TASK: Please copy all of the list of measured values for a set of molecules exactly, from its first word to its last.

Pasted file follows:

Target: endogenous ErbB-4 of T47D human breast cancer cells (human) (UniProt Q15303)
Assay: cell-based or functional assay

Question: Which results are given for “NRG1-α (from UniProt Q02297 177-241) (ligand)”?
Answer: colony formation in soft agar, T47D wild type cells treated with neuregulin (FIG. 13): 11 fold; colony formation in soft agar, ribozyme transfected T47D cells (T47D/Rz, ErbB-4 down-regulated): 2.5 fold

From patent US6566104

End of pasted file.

Target: endogenous ErbB-4 of T47D human breast cancer cells (human) (UniProt Q15303)
Assay: cell-based or functional assay

Question: Which results are given for “NRG1-α (from UniProt Q02297 177-241) (ligand)”?
Answer: colony formation in soft agar, T47D wild type cells treated with neuregulin (FIG. 13): 11 fold; colony formation in soft agar, ribozyme transfected T47D cells (T47D/Rz, ErbB-4 down-regulated): 2.5 fold

From patent US6566104